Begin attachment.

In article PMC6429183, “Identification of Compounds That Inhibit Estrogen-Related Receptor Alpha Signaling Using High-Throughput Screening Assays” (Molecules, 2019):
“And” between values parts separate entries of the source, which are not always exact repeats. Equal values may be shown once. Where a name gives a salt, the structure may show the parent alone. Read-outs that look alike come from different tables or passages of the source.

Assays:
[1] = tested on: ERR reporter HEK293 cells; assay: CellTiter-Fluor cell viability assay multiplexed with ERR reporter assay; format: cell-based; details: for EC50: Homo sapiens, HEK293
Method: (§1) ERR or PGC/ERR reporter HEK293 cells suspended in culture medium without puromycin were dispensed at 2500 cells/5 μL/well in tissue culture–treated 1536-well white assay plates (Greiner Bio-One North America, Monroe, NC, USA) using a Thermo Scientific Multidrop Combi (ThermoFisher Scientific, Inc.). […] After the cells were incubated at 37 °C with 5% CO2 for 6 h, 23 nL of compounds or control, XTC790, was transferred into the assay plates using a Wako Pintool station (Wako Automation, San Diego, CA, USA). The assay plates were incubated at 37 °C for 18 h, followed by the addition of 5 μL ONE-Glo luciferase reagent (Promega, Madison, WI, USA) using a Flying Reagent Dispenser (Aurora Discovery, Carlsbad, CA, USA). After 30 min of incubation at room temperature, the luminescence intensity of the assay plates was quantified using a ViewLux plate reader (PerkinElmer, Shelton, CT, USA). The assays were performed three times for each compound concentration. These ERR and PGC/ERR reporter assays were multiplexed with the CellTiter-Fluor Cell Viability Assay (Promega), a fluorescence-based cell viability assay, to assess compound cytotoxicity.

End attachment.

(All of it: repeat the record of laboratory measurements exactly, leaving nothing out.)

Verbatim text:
In article PMC6429183, “Identification of Compounds That Inhibit Estrogen-Related Receptor Alpha Signaling Using High-Throughput Screening Assays” (Molecules, 2019):
“And” between values parts separate entries of the source, which are not always exact repeats. Equal values may be shown once. Where a name gives a salt, the structure may show the parent alone. Read-outs that look alike come from different tables or passages of the source.

Assays:
[1] = tested on: ERR reporter HEK293 cells; assay: CellTiter-Fluor cell viability assay multiplexed with ERR reporter assay; format: cell-based; details: for EC50: Homo sapiens, HEK293
Method: (§1) ERR or PGC/ERR reporter HEK293 cells suspended in culture medium without puromycin were dispensed at 2500 cells/5 μL/well in tissue culture–treated 1536-well white assay plates (Greiner Bio-One North America, Monroe, NC, USA) using a Thermo Scientific Multidrop Combi (ThermoFisher Scientific, Inc.). […] After the cells were incubated at 37 °C with 5% CO2 for 6 h, 23 nL of compounds or control, XTC790, was transferred into the assay plates using a Wako Pintool station (Wako Automation, San Diego, CA, USA). The assay plates were incubated at 37 °C for 18 h, followed by the addition of 5 μL ONE-Glo luciferase reagent (Promega, Madison, WI, USA) using a Flying Reagent Dispenser (Aurora Discovery, Carlsbad, CA, USA). After 30 min of incubation at room temperature, the luminescence intensity of the assay plates was quantified using a ViewLux plate reader (PerkinElmer, Shelton, CT, USA). The assays were performed three times for each compound concentration. These ERR and PGC/ERR reporter assays were multiplexed with the CellTiter-Fluor Cell Viability Assay (Promega), a fluorescence-based cell viability assay, to assess compound cytotoxicity.